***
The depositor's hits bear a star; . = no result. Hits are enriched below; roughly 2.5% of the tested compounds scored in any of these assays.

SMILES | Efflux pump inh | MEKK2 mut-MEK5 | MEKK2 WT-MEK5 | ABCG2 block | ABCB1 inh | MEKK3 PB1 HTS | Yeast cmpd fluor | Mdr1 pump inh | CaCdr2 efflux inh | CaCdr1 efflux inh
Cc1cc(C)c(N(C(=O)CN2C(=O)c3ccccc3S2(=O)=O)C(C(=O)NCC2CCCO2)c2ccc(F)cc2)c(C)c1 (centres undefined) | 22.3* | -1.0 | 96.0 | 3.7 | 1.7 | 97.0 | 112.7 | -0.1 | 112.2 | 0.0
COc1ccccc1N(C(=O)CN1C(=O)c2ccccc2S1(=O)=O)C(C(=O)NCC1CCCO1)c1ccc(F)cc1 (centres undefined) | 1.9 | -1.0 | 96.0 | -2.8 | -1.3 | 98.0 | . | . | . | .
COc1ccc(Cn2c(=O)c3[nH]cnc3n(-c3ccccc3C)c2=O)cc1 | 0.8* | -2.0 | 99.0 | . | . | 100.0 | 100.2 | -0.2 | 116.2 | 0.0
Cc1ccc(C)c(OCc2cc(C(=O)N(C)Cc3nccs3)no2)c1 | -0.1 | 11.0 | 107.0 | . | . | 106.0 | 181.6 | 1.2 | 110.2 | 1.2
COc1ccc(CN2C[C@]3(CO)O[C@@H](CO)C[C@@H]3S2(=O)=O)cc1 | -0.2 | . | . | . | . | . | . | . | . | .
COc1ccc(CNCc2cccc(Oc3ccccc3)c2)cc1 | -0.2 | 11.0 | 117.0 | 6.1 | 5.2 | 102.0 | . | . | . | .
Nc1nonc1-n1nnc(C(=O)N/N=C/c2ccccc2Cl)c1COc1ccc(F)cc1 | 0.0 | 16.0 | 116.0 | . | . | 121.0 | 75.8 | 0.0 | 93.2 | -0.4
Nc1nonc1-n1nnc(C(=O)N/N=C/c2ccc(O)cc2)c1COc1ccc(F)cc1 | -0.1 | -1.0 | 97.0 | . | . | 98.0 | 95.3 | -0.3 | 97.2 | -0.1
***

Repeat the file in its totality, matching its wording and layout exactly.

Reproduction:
The depositor's hits bear a star; . = no result. Hits are enriched below; roughly 2.5% of the tested compounds scored in any of these assays.

SMILES | Efflux pump inh | MEKK2 mut-MEK5 | MEKK2 WT-MEK5 | ABCG2 block | ABCB1 inh | MEKK3 PB1 HTS | Yeast cmpd fluor | Mdr1 pump inh | CaCdr2 efflux inh | CaCdr1 efflux inh
Cc1cc(C)c(N(C(=O)CN2C(=O)c3ccccc3S2(=O)=O)C(C(=O)NCC2CCCO2)c2ccc(F)cc2)c(C)c1 (centres undefined) | 22.3* | -1.0 | 96.0 | 3.7 | 1.7 | 97.0 | 112.7 | -0.1 | 112.2 | 0.0
COc1ccccc1N(C(=O)CN1C(=O)c2ccccc2S1(=O)=O)C(C(=O)NCC1CCCO1)c1ccc(F)cc1 (centres undefined) | 1.9 | -1.0 | 96.0 | -2.8 | -1.3 | 98.0 | . | . | . | .
COc1ccc(Cn2c(=O)c3[nH]cnc3n(-c3ccccc3C)c2=O)cc1 | 0.8* | -2.0 | 99.0 | . | . | 100.0 | 100.2 | -0.2 | 116.2 | 0.0
Cc1ccc(C)c(OCc2cc(C(=O)N(C)Cc3nccs3)no2)c1 | -0.1 | 11.0 | 107.0 | . | . | 106.0 | 181.6 | 1.2 | 110.2 | 1.2
COc1ccc(CN2C[C@]3(CO)O[C@@H](CO)C[C@@H]3S2(=O)=O)cc1 | -0.2 | . | . | . | . | . | . | . | . | .
COc1ccc(CNCc2cccc(Oc3ccccc3)c2)cc1 | -0.2 | 11.0 | 117.0 | 6.1 | 5.2 | 102.0 | . | . | . | .
Nc1nonc1-n1nnc(C(=O)N/N=C/c2ccccc2Cl)c1COc1ccc(F)cc1 | 0.0 | 16.0 | 116.0 | . | . | 121.0 | 75.8 | 0.0 | 93.2 | -0.4
Nc1nonc1-n1nnc(C(=O)N/N=C/c2ccc(O)cc2)c1COc1ccc(F)cc1 | -0.1 | -1.0 | 97.0 | . | . | 98.0 | 95.3 | -0.3 | 97.2 | -0.1